c. At the end of EACH 30 second sprint, spend 2 to 2-1/2 minutes walking it off, focusing on regaining normal breathing. If you need more time, take it. The important point is that your breathing returns to normal (you no longer feel “out of breath”).
    d. As soon as your breathing has returned to normal, start your next 30 second sprint.
    e. Repeat this for a total of 4 sprints with 4 recovery periods / walking it off. Don’t skimp on your final recovery period just because you are happy you are done. Still walk it off and focus on regaining your breath. NEVER JUST STOP AND SIT DOWN.

f. Sprints are ideally done on a flat surface but can be done on an incline (going uphill) to increase the challenge level. It is NOT recommend to do these sprints on downhill areas as it is easier to fall; particularly with the level of intensity you should be exerting. So uphill areas are fine, just make sure you are engaged in full intensity.
g. If done properly, doing all 4 of these sprints should take a total of 20 minutes or less out of your day. In other words, if you don’t have time for anything else cardio, you have time to do sprints.

3. “3 Mile Walk/Run/Jog Endurance NOT FOR TIME” is all about distance. Based on your fitness level, you can walk it, jog it, run it… a little of each. It matters less which ones you are doing. The important thing is to get your muscles used to the endurance required to function continuously for a distance of 3-miles.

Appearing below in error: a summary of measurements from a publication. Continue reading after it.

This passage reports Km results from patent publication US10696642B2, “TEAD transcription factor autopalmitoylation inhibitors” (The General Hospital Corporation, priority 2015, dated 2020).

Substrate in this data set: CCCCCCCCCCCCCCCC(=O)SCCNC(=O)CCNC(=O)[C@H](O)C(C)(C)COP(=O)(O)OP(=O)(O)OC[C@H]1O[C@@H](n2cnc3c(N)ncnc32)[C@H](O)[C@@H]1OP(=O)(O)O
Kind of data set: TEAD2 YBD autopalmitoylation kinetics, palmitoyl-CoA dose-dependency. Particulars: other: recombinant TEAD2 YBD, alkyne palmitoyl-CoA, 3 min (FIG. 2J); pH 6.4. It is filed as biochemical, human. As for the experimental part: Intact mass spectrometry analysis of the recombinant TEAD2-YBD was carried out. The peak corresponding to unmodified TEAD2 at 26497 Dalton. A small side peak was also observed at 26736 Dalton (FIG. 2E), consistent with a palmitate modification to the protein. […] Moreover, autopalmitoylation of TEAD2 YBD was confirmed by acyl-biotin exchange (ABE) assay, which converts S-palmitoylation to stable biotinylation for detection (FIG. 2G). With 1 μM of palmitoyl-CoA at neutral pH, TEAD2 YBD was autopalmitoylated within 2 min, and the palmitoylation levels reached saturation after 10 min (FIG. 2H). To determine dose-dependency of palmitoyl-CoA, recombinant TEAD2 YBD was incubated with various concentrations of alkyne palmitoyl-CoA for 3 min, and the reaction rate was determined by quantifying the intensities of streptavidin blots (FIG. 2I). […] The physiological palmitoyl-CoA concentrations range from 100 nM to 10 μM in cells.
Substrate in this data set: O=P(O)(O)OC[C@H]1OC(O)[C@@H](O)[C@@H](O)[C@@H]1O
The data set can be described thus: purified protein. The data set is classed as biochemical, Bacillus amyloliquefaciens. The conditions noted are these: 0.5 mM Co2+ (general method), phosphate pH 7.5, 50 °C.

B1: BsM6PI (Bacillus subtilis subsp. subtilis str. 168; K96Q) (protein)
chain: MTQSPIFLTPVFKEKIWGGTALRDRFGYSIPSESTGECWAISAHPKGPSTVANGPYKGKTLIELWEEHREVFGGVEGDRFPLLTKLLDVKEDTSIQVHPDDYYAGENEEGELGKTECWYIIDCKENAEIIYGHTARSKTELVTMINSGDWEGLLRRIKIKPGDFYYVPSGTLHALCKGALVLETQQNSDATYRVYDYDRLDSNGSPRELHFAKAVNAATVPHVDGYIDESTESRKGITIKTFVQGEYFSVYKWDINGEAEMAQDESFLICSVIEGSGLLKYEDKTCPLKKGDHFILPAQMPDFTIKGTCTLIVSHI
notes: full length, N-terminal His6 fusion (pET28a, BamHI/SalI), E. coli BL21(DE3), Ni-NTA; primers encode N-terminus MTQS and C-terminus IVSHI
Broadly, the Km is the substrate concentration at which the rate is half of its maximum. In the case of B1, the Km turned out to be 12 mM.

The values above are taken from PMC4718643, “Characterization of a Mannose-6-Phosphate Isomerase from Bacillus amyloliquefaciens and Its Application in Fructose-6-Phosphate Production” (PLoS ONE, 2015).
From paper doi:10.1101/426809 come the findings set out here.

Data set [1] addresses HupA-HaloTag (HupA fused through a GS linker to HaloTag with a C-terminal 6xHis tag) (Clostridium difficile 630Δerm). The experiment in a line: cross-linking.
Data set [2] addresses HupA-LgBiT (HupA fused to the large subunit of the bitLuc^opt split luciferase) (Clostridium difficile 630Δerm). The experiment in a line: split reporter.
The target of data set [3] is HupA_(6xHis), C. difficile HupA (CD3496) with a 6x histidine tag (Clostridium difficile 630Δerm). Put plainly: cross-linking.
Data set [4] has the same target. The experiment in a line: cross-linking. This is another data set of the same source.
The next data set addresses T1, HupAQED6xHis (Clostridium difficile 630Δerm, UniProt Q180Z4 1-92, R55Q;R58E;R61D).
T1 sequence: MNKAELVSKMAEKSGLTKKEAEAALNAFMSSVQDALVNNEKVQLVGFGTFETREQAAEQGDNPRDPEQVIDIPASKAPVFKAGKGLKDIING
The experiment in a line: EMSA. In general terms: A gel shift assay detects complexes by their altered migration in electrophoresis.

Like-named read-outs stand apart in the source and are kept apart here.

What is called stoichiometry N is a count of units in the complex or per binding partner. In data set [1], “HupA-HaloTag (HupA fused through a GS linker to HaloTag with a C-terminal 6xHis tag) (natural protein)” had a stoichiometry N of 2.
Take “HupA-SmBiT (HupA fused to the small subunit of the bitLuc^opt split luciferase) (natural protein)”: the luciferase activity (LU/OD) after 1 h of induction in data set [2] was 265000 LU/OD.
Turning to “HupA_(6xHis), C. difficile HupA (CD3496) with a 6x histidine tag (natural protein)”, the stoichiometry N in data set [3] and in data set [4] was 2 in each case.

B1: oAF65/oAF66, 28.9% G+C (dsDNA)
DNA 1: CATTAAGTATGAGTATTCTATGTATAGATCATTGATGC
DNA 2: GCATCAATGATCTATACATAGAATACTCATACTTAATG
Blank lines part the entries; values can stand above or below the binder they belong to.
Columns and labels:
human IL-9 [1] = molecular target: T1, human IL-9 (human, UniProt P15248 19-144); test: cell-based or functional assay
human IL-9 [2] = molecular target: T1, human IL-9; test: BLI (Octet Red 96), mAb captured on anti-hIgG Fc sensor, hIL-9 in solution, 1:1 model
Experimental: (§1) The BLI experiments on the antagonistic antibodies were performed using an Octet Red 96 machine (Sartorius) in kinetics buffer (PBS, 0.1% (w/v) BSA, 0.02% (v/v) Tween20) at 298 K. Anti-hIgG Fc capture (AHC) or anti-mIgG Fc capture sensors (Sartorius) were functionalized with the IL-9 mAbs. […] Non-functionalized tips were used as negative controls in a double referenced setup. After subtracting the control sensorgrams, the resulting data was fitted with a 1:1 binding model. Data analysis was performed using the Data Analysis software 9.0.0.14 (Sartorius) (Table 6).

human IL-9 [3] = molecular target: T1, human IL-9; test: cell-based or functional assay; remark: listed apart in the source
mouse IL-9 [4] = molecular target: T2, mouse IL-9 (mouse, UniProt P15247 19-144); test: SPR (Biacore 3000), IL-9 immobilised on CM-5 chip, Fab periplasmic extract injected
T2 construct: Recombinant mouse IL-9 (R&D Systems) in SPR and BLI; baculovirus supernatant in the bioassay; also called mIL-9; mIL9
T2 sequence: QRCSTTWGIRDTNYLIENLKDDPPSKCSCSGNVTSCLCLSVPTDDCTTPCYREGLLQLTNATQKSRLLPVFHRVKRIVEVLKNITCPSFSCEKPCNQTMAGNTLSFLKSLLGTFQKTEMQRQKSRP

NOTE: Some cadets will need to work up to this level. Do the best you can and strive to improve upon that effort in each following week. If you are unable to complete a full 3 miles, please indicate that when initialing off on this exercise. This helps track your progress on improving your endurance.
TOO EASY: Work on improving your time. Before you know it, you’ll be ready to run a 5k.
Additional Pacer Run (can be substituted for a Sprint day such as Saturday):
“1 & 1/2 Mile Light Jog” is about pacing yourself so you can maintain consistency. Again, this is not about time. It might take a little trial and error to find what pace you can perform at consistently for the full distance. Do your best and then make adjustments each week until you get it fine tuned. The better you get at running, the quicker pace you will be able to maintain. The goal is to eliminate breaking your stride with having to walk which should help bring your 1 & 1/2 mile pacer run in line with your 1 & 1/2 mile best time effort. If making notes will help you the following week, list them when initialing off on this exercise.
Activity Tracker:

Activity Tracker Download

How To Use the Cardio Tracker:
A. Fill out your name, month and year at the top of the sheet.